I recommend making short term and long term savings goals:
Year 1: (Short Term) Save for trip to Thailand ($2,000)
Year 2: (Long Term) Start saving for grad school ($5,000)
Year 3: (Long Term) Start saving for grad school ($5,000)
Year 4: (Long Term) Start saving for a down payment ($10,000)…

Whatever your goals may be, add them to your budget diary or journal so you actually put the money away to save for those items. Remember your goals and circumstances can also change! The point of writing down these goals is just so you know what general direction you'd like to take your life and finances in.


4. Save 3-6 Months of Living Expenses
If you lost your job today, do you have enough money to pay your rent (and other costs) for the next 3-6 months?

Why else should you save?: If you sign a lease, you are still required to make monthly rent payments regardless of your situation. You still have to buy food to eat, pay for insurance, and pay your student loan payments (though this can be adjusted depending on your income).

One of my first goals when I graduated was to save enough money for me to live for 3-6 months. This money is my safety net if something were to happen to me and I was unable to work.

I also recommend putting this away in the bank and making this one of your savings goals. That way you have some mandatory or fixed costs covered if something freak happens and you are unable to work.

Determine how much money you need to survive: 
Take your monthly rent amount, multiply it by 6, and you get how much money you need for rent the next 6 months. I would repeat this exercise with groceries, student loan payments, cell phone (this is mandatory to most people), and any other items you cannot live without.


5. Don’t spend over a third of your income on rent
Unless you’ve worked really hard in college to save for a house after you graduate, most new grads are looking for a place to rent. It can be very easy to want to splurge on an apartment in the new high rises in city. But you don’t want to be house poor or else you’ll find you won’t be saving or be able to spend your money for fun activities.

I highly recommend spending between 25-30% of your income in rent.

So if you take home $3,000 a month from your job, you should not be spending more than $1,000 in rent.

The truth is life happens and you may need some extra income at some point to cover a car accident or physical therapy appointments. You don’t want to get stuck in a situation where your entire paycheck is just going to your rent costs.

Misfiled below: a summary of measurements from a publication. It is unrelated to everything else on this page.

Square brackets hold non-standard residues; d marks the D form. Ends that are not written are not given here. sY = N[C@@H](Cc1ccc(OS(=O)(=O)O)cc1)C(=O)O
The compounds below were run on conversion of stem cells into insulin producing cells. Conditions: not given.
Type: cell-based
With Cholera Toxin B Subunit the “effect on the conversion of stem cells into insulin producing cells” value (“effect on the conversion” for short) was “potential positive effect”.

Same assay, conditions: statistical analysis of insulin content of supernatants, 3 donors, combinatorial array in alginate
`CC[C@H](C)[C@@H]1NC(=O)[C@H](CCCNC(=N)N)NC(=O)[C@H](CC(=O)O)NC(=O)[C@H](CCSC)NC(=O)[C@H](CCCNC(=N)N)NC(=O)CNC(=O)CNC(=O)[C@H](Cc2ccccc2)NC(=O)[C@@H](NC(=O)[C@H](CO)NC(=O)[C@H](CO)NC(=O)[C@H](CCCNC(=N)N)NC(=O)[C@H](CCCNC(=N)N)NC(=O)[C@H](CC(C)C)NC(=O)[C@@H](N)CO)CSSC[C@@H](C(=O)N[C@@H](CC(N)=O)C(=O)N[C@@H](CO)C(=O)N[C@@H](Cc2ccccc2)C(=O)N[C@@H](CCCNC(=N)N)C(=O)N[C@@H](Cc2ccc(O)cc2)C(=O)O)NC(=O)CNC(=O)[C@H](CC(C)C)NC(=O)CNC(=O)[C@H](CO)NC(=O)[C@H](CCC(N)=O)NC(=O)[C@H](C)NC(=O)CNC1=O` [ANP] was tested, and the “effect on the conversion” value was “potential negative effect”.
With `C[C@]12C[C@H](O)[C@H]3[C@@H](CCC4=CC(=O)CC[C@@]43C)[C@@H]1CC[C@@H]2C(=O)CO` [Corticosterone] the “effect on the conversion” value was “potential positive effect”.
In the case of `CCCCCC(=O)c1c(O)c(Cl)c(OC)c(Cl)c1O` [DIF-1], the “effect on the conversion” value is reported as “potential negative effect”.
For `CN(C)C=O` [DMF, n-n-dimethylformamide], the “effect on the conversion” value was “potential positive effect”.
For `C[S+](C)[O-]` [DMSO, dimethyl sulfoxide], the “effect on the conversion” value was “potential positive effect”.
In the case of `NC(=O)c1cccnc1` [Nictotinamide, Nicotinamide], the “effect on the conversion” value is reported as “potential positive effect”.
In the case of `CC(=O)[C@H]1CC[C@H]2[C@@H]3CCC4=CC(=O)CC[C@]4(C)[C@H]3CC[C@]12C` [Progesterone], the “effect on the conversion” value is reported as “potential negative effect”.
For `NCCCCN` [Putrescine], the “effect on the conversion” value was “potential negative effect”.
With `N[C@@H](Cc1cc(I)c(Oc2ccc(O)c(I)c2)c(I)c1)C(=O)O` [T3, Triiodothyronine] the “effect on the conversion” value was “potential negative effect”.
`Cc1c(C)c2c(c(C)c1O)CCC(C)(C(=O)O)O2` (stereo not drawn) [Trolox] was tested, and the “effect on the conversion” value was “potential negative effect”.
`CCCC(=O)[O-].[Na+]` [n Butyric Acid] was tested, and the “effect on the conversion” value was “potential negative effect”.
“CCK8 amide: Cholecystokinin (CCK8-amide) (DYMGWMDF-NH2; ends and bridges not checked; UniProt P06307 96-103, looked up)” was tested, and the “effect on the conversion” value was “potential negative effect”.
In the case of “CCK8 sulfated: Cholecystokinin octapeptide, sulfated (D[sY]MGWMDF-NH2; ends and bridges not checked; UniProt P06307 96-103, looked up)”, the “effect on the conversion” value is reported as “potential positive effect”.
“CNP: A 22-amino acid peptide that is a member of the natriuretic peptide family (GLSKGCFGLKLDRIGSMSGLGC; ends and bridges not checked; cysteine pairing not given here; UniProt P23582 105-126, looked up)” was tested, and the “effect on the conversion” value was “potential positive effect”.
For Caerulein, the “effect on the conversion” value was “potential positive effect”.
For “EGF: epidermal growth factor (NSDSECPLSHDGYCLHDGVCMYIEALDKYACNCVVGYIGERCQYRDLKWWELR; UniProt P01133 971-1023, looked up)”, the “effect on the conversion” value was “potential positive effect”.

There you have it, 5 pieces of financial advice for you. I highly recommend reading Rich Bitch if you want to learn more about how to manage your finances!

 What are your other pieces of advice when it comes to spending and saving?

Thank you for reading! Thank you to Lauren by Ralph Lauren for these awesome pair of jeans. You can buy these jeans here or shop my look:




Love,
Emma

Photos: Miriam Subbiah 

4 comments :

  1. THIS POST!! Everything about it. I always joke with my friends that the two classes I wish we had in college were:
    1. how to file taxes (these forms were tricky!!)
    2. how to manage finances + save for the future (without feeling overwhelmed)

    The chunked up steps you provided in this post are so helpful! Wish I had something like this back in the day when I was scrambling to read all the "how to save for your future" type books.

    xo,
    katrina
    thedemuremuse.com

    ReplyDelete
  2. YES! Budgeting is so important.. student loans can be huge amounts of debt that you don't want hanging over your head forever! I feel like people don't really explain that to college kids enough, how much you borrow for college truly impacts you later in life. But, with a smart budget you can pay them off much sooner and not have them lingering forever. It also is easy to get your first job and feel pretty cool about yourself and start over spending! I wish I saved a lot more when I was younger, and also spent my money smarter, but had no one teaching me any financial lessons and learned everything the hard way. These are great pieces of advice, and if you are a recent grad already thinking this way, then kudos to you!